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21 June, 2024
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World Bank Tribunal backs Cyprus' 2013 bank measures

Greek investors lose $600M claim against Cyprus

Newsroom / CNA

Cyprus’ Attorney-General, George Savvides said on Thursday that a decision by the International Arbitral Tribunal of the World Bank on the case Theodoros Adamakopoulos and others v. Republic of Cyprus, “vindicates” Cyprus, as regards the measures it took in 2013, with the haircut on bank deposits.

In his statements, Savvides, announced the decision of the International Arbitral Tribunal, “on a very serious case”, in which, he said, a large number of Greek investors who had deposits or bonds in Cypriot banks initiated arbitration proceedings based on the bilateral agreements between Greece and Cyprus and Luxembourg and Cyprus, claiming from the Republic of Cyprus total sums which today amount to approximately 600 million dollars.

“It is with great pleasure that I want to inform you that this request was rejected” by the International Arbitral Tribunal, after a hearing that took place in London at the beginning of 2023, he said.

Yesterday, he added, the decision was issued “which vindicates Cyprus as regards the measures taken during the 2013 period” and the haircut on bank deposits.

Replying to a question, Savvides said that the decision of the arbitration was final, with the exception of the case of an investor which was still pending.

He said that the case concerns a small amount compared to the total amount of the claim.

The Law Office of the Republic, in a statement, said that the International Arbitral Tribunal of the World Bank “dismissed unprecedented mass claim of depositors and bondholders affected by Cyprus’ bank resolution measures amounting to 600 million US dollars”.

It adds that on 21 May 2024, the Republic received the Decision on Liability of the Arbitral Tribunal constituted under the Arbitration Rules of the International Centre for Settlement of Investment Disputes (ICSID) of the World Bank, in the arbitration titled Theodoros Adamakopoulos and others v. Republic of Cyprus.

The Tribunal, it said, “has unanimously dismissed all of the claims of the claimants, who were depositors and bondholders of Bank of Cyprus and Cyprus Popular Bank (Laiki) at the time the resolution measures were applied to the banks in 2013, with the exception of a unique claim of a single claimant”. The Tribunal has ordered the claimants, consisting of 968 natural persons and six companies, who are Greek nationals with the exception of one company that is incorporated in Luxembourg, to pay the Republic approximately USD 6 million in costs, it said.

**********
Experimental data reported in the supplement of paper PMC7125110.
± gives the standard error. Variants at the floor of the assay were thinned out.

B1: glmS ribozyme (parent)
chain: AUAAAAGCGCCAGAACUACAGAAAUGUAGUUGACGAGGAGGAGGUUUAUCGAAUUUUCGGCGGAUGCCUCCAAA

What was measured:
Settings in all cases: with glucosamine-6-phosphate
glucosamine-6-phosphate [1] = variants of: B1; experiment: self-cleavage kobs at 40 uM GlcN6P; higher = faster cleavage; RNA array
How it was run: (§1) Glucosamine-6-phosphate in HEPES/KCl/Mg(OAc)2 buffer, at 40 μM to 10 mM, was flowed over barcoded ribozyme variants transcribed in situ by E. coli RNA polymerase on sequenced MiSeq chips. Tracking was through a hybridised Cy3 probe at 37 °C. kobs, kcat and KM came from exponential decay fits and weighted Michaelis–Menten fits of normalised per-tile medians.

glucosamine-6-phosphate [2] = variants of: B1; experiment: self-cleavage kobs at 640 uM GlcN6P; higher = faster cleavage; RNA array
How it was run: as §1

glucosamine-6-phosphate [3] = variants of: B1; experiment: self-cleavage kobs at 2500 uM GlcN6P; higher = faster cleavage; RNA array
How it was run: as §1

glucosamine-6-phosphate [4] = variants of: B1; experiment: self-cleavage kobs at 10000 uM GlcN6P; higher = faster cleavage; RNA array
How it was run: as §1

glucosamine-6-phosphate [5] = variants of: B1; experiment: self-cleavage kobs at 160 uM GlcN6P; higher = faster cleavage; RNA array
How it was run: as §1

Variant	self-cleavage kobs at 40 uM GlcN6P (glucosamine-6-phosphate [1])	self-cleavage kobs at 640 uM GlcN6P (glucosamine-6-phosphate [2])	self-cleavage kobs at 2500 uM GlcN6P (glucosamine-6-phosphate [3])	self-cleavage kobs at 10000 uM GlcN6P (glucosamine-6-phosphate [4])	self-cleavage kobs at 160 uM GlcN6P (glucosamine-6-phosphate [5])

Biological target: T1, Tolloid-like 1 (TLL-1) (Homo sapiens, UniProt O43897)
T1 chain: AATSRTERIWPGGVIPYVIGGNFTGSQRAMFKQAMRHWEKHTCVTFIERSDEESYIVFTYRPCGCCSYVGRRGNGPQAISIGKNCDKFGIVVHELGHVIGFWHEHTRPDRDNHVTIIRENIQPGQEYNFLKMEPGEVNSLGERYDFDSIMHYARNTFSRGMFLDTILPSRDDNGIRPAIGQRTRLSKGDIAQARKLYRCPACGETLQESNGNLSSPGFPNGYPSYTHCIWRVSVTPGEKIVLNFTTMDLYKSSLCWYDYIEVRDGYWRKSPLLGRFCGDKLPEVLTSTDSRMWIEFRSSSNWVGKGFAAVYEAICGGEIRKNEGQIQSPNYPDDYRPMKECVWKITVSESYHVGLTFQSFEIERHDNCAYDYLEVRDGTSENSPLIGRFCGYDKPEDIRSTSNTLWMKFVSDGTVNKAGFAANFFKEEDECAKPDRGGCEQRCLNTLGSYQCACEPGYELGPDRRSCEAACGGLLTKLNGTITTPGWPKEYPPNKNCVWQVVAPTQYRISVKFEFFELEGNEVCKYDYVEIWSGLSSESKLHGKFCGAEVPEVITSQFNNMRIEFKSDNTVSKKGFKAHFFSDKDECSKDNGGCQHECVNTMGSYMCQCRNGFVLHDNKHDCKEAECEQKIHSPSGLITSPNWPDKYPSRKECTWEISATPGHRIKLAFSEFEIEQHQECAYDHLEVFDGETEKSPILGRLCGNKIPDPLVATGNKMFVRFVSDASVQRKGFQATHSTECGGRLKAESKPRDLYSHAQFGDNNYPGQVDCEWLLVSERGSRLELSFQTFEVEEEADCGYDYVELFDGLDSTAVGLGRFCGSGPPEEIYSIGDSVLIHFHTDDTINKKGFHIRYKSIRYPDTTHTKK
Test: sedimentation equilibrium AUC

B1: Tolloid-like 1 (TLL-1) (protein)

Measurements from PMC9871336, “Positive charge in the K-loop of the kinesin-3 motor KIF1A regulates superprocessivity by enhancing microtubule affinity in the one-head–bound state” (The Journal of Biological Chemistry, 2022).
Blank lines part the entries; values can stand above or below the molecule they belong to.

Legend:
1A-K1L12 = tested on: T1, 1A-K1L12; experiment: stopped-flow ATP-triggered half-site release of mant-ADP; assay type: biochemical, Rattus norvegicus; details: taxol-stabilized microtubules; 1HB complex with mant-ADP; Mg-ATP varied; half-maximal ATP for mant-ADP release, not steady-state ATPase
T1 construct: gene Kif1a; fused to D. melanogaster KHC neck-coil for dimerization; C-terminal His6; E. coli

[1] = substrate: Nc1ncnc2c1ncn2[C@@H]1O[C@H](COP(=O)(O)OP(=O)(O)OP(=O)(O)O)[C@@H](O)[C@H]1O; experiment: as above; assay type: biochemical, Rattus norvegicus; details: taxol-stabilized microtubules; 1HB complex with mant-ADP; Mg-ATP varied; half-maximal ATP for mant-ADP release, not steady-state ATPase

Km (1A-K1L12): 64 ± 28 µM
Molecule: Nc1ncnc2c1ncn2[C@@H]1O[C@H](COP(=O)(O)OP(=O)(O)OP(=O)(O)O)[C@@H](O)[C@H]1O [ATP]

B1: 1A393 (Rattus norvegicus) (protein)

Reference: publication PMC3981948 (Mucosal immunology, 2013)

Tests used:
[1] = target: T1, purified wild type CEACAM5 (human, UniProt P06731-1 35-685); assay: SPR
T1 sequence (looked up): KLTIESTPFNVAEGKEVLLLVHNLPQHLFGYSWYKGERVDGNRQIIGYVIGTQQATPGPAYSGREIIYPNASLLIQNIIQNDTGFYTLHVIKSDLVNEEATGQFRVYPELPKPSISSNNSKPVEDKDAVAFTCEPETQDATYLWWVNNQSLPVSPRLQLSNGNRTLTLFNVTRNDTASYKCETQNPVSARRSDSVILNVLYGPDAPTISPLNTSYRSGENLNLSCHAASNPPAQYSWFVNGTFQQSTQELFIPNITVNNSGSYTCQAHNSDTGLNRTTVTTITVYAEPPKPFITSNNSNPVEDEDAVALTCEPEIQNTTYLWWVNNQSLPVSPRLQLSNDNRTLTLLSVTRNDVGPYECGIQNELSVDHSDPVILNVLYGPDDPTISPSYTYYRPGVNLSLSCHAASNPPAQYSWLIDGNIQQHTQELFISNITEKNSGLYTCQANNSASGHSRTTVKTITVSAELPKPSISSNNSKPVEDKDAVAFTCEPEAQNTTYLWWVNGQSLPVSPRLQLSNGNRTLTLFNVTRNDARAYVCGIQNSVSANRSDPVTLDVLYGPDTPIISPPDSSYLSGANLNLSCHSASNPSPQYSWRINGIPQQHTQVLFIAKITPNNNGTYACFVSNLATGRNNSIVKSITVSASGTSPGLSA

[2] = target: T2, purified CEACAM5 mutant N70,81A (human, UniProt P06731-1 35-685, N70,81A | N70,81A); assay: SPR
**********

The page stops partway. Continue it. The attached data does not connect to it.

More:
According to the announcement, the claimants claimed that the Republic should be held responsible for the losses they incurred in connection with the resolution measures because the Republic allegedly caused the banks’ financial problems, failed to adopt available alternative measures that would have avoided or largely limited their losses, and applied the resolution measures in an expropriatory and discriminatory manner.

“The Republic rejected those allegations as baseless in the arbitration and welcomes the Tribunal’s decision finding that the resolution measures did not breach its obligations under the investment treaties and were not arbitrary, disproportionate, expropriatory or discriminatory”, it adds.

In particular, it said, “the Tribunal concluded that the measures of March 2013 were a legitimate exercise of the regulatory power of the State acting in the public interest” and “confirmed” the position of the Republic in the proceedings, that if the resolution measures were not adopted, there would have been a disorderly collapse of the banks and of the economy as a whole.

“The Tribunal further confirmed that the decision to invoke the resolution measures was a decision reached in light of an appreciation that there were no other options available and upheld the responsible action taken by the officials of the Central Bank of Cyprus in preparing for all contingencies, as well as that the Central Bank had satisfied itself that the shareholders, bondholders and depositors would not have been better off if the banks had been allowed to collapse and gone into liquidation”, it said.

It also said that the Republic will examine the particular case of the sole claimant, who was treated as an exceptional case by the Tribunal and with regard to whom it found a violation, “not as to the lawfulness of the resolution measures adopted by the Republic, which were found lawful in their entirety, but because it concluded that the State did not treat him in a similar manner as other exceptional cases at a later stage”.

The Republic of Cyprus was represented before the ICSID Tribunal by the international law firm Curtis, Mallet-Prevost, Colt & Mosle LLP and the Attorney-General of the Republic, together with a team of lawyers of the Law Office of the Republic, and officers of the Central Bank of Cyprus and the Ministry of Finance.

Cyprus  |  bank  |  economy

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